Question: You are a debt collections officer for a credit card

You are a debt collections officer for a credit card issuer, NationalOne Corporation. NationalOne generates 73 percent of its profits from credit card fees and interest charged to consumers with annual incomes between $15,000 and $125,000. NationalOne's business model is to charge its credit card customers a low initial interest rate of 10 percent and a nominal annual fee of $10. If a customer defaults on one payment, however, the interest rate jumps to 22 percent, and the annual fee to $100. In the course of collecting debts for NationalOne, you have noticed that once the typical customer defaults, she is able to pay about 50 percent of the original debt had the interest rate and annual fee not changed. NationalOne's policy is not to accept anything less than 100 percent of the amount of the debt until the debtor has been in default for at least two years, by which time you find the customers typically can pay only about 10 percent of the now much larger debt. Many customers threaten to file and do file for bankruptcy protection. Would a rights theorist suggest any changes in NationalOne's policies? Would a profit maximizer suggest changes?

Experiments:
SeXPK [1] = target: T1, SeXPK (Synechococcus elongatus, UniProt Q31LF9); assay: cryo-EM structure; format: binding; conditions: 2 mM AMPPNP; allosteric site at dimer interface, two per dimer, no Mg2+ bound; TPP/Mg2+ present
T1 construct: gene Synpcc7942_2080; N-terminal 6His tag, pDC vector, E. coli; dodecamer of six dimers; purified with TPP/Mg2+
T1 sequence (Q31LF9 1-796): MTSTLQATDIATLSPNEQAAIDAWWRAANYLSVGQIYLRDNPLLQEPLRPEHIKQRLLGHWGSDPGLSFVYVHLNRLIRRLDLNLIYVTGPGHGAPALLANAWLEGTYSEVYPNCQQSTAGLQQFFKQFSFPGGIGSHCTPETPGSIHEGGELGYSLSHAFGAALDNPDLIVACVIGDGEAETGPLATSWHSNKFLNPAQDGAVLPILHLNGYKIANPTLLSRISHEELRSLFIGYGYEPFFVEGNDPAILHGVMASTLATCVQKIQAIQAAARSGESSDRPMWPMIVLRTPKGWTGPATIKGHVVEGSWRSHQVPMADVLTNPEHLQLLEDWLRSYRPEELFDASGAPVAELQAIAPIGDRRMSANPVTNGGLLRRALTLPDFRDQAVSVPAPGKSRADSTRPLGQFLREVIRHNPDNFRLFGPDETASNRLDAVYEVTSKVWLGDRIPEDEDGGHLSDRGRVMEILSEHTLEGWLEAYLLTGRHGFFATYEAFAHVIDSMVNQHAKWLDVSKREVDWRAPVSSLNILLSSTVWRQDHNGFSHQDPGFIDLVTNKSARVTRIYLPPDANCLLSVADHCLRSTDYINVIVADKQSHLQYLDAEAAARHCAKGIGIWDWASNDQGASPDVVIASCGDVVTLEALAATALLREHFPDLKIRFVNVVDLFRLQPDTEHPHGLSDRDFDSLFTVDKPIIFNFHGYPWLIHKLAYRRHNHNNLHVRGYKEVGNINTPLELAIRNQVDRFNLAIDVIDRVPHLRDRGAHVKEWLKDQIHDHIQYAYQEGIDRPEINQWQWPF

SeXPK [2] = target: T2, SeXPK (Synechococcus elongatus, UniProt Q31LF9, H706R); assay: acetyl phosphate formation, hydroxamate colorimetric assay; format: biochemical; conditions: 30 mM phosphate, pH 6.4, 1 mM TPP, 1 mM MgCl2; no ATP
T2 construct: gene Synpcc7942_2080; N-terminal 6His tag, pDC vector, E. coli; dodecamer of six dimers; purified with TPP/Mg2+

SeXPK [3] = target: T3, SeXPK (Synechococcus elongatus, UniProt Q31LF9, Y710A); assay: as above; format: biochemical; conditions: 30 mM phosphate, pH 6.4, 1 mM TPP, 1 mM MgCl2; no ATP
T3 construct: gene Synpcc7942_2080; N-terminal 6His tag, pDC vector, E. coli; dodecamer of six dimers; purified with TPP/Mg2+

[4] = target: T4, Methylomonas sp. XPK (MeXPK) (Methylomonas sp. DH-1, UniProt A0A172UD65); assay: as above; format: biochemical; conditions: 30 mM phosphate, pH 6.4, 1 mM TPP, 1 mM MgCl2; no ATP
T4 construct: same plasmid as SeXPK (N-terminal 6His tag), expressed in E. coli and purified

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  • CreatedJuly 16, 2014
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